Spencer bought property in Russell Co, VA, Feb 1797. Spencer was granted 20 acres of land on the Clinch River, Russell County, Va by John Breeding. Russell County Deed Book 3, page 262.
Spencer registered to pay taxes in Upper District, Russell Co, VA, 1797. The Russell Co, Virginia Upper District, Land Tax List, "new listings only." "Spencer Breeding, assignee of J. Breeding, 215 acres."
He sold property in Russell Co, VA, Oct 1799. In October 1799 Spencer Breeding, grantor of 50 acres of land on Clinch River to John Breeding, grantee, per Russell County, Virginia Deed Book 3, page 55?.
From the Heritage of Russell County, Virginia 1786-1988, Volume II page 179:
"The Heritage of Russell County, Volume I describes the log house that Spencer Breeding built.The Breeding's used the one room on the third floor to defend themselves against Indian attack.By placing their guns through holes in the logs on all sides of the room they could fire at the Indians. There were also larger openings in the logs over the doors and windows. If an Indian came to a door or window, they could pour hot water on them. The whole house was put together with wooden pegs.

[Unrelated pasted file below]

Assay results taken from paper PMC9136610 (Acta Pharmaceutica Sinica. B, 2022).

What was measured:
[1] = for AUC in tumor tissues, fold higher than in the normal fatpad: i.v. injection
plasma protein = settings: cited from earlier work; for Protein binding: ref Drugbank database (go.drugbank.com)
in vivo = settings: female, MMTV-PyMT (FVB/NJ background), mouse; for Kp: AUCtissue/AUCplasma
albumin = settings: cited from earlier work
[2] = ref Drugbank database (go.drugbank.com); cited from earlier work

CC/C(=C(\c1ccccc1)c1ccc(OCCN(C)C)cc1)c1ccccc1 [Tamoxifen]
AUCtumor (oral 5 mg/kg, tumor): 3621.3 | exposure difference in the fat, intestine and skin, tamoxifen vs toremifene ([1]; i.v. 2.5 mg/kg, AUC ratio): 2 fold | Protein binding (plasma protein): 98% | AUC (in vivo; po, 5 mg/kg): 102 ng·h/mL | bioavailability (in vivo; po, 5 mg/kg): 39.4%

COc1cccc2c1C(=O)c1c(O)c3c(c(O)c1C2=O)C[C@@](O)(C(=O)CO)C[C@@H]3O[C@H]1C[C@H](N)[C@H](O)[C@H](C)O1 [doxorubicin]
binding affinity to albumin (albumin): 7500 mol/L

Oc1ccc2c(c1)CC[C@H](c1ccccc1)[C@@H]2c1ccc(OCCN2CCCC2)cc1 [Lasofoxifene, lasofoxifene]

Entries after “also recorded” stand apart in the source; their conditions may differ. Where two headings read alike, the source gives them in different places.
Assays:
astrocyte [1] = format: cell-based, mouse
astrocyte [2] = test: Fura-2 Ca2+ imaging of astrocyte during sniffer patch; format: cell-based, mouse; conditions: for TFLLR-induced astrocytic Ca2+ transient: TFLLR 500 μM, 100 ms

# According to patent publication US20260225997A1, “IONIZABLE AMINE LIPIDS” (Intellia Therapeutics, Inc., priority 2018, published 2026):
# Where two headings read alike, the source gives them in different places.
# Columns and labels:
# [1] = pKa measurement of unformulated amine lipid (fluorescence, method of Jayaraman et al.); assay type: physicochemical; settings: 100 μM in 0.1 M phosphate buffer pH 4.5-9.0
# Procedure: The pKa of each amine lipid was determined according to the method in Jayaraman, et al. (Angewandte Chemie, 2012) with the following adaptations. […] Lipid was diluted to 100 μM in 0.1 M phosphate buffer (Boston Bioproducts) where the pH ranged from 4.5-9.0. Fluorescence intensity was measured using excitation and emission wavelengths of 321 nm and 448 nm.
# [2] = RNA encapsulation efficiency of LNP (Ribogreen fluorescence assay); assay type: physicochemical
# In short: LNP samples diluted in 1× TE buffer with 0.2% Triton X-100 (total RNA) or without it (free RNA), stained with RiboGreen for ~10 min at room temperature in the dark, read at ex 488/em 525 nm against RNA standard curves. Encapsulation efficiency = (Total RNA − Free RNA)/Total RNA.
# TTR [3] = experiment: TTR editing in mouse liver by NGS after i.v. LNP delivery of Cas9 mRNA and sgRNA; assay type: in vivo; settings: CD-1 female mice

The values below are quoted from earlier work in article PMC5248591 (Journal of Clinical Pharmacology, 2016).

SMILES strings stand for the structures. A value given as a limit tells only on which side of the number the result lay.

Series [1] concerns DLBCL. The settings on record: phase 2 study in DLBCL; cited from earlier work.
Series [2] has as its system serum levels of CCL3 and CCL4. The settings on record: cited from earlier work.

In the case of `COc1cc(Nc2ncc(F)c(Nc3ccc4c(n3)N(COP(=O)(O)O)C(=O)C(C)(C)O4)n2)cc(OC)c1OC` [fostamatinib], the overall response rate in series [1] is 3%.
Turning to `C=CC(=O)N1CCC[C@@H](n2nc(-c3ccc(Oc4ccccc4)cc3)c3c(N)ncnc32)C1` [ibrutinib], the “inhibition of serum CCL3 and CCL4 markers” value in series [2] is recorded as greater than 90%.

The Breeding's mined salt peter from the Peter Cave on Clinch River. They hauled it to a location near the log house and boiled it down making gun powder."
Revolutionary Pension Application of Spencer Breeding
Law Order Book 9, Page 429
January 8, 1833
State of Virginia, Russell County, to-wit:
On this 8th day of January 1833 personally appeared before the County Court of Russell County in the State of Virginia, Spencer Breeding, a resident of the County of Russell and State of Virginia, aged about seventy three years, who being first duly sworn according to law, doth on his oath, make the following declarations in order to obtain the benefit of the provisions made by the Act of Congress passed June 7th, 1832.